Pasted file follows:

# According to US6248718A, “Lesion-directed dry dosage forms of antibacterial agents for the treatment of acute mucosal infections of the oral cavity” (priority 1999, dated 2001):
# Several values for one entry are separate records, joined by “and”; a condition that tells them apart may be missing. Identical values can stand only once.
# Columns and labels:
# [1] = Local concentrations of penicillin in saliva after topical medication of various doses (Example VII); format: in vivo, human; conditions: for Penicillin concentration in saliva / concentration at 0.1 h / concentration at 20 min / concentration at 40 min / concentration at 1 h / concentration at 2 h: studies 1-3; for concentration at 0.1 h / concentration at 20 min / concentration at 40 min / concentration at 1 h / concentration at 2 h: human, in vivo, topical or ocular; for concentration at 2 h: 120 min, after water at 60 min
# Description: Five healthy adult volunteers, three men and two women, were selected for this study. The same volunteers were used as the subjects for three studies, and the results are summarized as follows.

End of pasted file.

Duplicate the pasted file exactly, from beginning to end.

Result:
# According to US6248718A, “Lesion-directed dry dosage forms of antibacterial agents for the treatment of acute mucosal infections of the oral cavity” (priority 1999, dated 2001):
# Several values for one entry are separate records, joined by “and”; a condition that tells them apart may be missing. Identical values can stand only once.
# Columns and labels:
# [1] = Local concentrations of penicillin in saliva after topical medication of various doses (Example VII); format: in vivo, human; conditions: for Penicillin concentration in saliva / concentration at 0.1 h / concentration at 20 min / concentration at 40 min / concentration at 1 h / concentration at 2 h: studies 1-3; for concentration at 0.1 h / concentration at 20 min / concentration at 40 min / concentration at 1 h / concentration at 2 h: human, in vivo, topical or ocular; for concentration at 2 h: 120 min, after water at 60 min
# Description: Five healthy adult volunteers, three men and two women, were selected for this study. The same volunteers were used as the subjects for three studies, and the results are summarized as follows.